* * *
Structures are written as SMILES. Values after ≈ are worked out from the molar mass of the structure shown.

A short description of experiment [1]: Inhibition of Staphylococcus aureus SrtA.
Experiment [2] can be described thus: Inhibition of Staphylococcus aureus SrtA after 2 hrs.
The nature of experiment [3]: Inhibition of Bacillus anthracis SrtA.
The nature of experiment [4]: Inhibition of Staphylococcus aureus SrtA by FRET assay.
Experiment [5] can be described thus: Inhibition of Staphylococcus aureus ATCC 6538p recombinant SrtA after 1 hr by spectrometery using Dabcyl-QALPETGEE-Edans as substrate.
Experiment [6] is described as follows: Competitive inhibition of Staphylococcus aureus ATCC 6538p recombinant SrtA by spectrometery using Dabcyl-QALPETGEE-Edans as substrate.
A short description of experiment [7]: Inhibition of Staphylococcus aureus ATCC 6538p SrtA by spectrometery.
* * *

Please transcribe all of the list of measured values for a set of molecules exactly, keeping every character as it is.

Structures are written as SMILES. Values after ≈ are worked out from the molar mass of the structure shown.

A short description of experiment [1]: Inhibition of Staphylococcus aureus SrtA.
Experiment [2] can be described thus: Inhibition of Staphylococcus aureus SrtA after 2 hrs.
The nature of experiment [3]: Inhibition of Bacillus anthracis SrtA.
The nature of experiment [4]: Inhibition of Staphylococcus aureus SrtA by FRET assay.
Experiment [5] can be described thus: Inhibition of Staphylococcus aureus ATCC 6538p recombinant SrtA after 1 hr by spectrometery using Dabcyl-QALPETGEE-Edans as substrate.
Experiment [6] is described as follows: Competitive inhibition of Staphylococcus aureus ATCC 6538p recombinant SrtA by spectrometery using Dabcyl-QALPETGEE-Edans as substrate.
A short description of experiment [7]: Inhibition of Staphylococcus aureus ATCC 6538p SrtA by spectrometery.